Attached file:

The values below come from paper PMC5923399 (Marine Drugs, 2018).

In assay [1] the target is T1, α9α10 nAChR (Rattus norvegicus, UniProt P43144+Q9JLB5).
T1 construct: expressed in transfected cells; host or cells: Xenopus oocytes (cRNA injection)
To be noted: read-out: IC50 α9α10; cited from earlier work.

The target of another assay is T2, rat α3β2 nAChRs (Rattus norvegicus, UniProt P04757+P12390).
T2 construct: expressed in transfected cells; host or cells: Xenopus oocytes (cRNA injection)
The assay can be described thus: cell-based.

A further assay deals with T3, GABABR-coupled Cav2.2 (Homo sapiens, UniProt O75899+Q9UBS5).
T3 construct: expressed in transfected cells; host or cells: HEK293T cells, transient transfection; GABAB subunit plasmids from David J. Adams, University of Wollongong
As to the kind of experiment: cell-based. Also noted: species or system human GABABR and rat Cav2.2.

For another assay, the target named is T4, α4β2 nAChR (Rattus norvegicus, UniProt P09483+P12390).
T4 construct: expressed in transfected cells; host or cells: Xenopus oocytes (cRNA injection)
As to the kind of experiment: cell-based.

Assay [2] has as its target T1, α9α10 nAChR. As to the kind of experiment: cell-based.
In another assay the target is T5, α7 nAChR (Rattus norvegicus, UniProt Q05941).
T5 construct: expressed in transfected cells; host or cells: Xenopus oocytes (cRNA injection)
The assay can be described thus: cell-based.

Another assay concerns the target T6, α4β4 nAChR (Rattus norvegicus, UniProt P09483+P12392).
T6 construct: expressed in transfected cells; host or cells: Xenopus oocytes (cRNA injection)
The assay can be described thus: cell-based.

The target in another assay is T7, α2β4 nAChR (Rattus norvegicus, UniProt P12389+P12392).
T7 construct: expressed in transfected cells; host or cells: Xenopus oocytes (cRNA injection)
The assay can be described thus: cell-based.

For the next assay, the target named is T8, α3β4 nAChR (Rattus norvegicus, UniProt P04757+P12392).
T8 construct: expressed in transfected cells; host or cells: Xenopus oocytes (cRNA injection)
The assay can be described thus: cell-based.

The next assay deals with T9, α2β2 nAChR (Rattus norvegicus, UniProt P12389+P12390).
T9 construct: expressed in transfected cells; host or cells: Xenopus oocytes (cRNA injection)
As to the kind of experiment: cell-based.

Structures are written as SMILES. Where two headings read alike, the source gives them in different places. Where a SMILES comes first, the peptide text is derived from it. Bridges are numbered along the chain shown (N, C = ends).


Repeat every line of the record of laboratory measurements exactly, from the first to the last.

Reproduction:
The values below come from paper PMC5923399 (Marine Drugs, 2018).

In assay [1] the target is T1, α9α10 nAChR (Rattus norvegicus, UniProt P43144+Q9JLB5).
T1 construct: expressed in transfected cells; host or cells: Xenopus oocytes (cRNA injection)
To be noted: read-out: IC50 α9α10; cited from earlier work.

The target of another assay is T2, rat α3β2 nAChRs (Rattus norvegicus, UniProt P04757+P12390).
T2 construct: expressed in transfected cells; host or cells: Xenopus oocytes (cRNA injection)
The assay can be described thus: cell-based.

A further assay deals with T3, GABABR-coupled Cav2.2 (Homo sapiens, UniProt O75899+Q9UBS5).
T3 construct: expressed in transfected cells; host or cells: HEK293T cells, transient transfection; GABAB subunit plasmids from David J. Adams, University of Wollongong
As to the kind of experiment: cell-based. Also noted: species or system human GABABR and rat Cav2.2.

For another assay, the target named is T4, α4β2 nAChR (Rattus norvegicus, UniProt P09483+P12390).
T4 construct: expressed in transfected cells; host or cells: Xenopus oocytes (cRNA injection)
As to the kind of experiment: cell-based.

Assay [2] has as its target T1, α9α10 nAChR. As to the kind of experiment: cell-based.
In another assay the target is T5, α7 nAChR (Rattus norvegicus, UniProt Q05941).
T5 construct: expressed in transfected cells; host or cells: Xenopus oocytes (cRNA injection)
The assay can be described thus: cell-based.

Another assay concerns the target T6, α4β4 nAChR (Rattus norvegicus, UniProt P09483+P12392).
T6 construct: expressed in transfected cells; host or cells: Xenopus oocytes (cRNA injection)
The assay can be described thus: cell-based.

The target in another assay is T7, α2β4 nAChR (Rattus norvegicus, UniProt P12389+P12392).
T7 construct: expressed in transfected cells; host or cells: Xenopus oocytes (cRNA injection)
The assay can be described thus: cell-based.

For the next assay, the target named is T8, α3β4 nAChR (Rattus norvegicus, UniProt P04757+P12392).
T8 construct: expressed in transfected cells; host or cells: Xenopus oocytes (cRNA injection)
The assay can be described thus: cell-based.

The next assay deals with T9, α2β2 nAChR (Rattus norvegicus, UniProt P12389+P12390).
T9 construct: expressed in transfected cells; host or cells: Xenopus oocytes (cRNA injection)
As to the kind of experiment: cell-based.

Structures are written as SMILES. Where two headings read alike, the source gives them in different places. Where a SMILES comes first, the peptide text is derived from it. Bridges are numbered along the chain shown (N, C = ends).